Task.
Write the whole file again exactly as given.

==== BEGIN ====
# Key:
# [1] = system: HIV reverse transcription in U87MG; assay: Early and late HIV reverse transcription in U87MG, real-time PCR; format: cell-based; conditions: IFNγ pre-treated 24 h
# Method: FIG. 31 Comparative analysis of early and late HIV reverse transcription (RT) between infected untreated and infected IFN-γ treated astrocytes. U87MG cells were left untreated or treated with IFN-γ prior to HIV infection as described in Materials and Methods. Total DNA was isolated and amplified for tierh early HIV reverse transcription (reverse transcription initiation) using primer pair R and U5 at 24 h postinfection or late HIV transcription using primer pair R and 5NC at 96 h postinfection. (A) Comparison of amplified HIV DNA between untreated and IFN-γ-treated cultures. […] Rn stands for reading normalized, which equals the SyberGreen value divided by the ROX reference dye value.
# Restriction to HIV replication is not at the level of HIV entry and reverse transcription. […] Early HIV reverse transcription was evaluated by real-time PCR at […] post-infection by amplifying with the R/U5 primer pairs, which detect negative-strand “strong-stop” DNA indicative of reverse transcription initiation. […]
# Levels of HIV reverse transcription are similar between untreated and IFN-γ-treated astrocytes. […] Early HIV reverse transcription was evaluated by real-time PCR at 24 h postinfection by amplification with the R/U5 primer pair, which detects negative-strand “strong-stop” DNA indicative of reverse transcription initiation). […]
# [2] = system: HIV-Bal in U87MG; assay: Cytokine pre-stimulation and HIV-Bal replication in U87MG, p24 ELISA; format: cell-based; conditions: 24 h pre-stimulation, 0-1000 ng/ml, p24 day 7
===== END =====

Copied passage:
# Key:
# [1] = system: HIV reverse transcription in U87MG; assay: Early and late HIV reverse transcription in U87MG, real-time PCR; format: cell-based; conditions: IFNγ pre-treated 24 h
# Method: FIG. 31 Comparative analysis of early and late HIV reverse transcription (RT) between infected untreated and infected IFN-γ treated astrocytes. U87MG cells were left untreated or treated with IFN-γ prior to HIV infection as described in Materials and Methods. Total DNA was isolated and amplified for tierh early HIV reverse transcription (reverse transcription initiation) using primer pair R and U5 at 24 h postinfection or late HIV transcription using primer pair R and 5NC at 96 h postinfection. (A) Comparison of amplified HIV DNA between untreated and IFN-γ-treated cultures. […] Rn stands for reading normalized, which equals the SyberGreen value divided by the ROX reference dye value.
# Restriction to HIV replication is not at the level of HIV entry and reverse transcription. […] Early HIV reverse transcription was evaluated by real-time PCR at […] post-infection by amplifying with the R/U5 primer pairs, which detect negative-strand “strong-stop” DNA indicative of reverse transcription initiation. […]
# Levels of HIV reverse transcription are similar between untreated and IFN-γ-treated astrocytes. […] Early HIV reverse transcription was evaluated by real-time PCR at 24 h postinfection by amplification with the R/U5 primer pair, which detects negative-strand “strong-stop” DNA indicative of reverse transcription initiation). […]
# [2] = system: HIV-Bal in U87MG; assay: Cytokine pre-stimulation and HIV-Bal replication in U87MG, p24 ELISA; format: cell-based; conditions: 24 h pre-stimulation, 0-1000 ng/ml, p24 day 7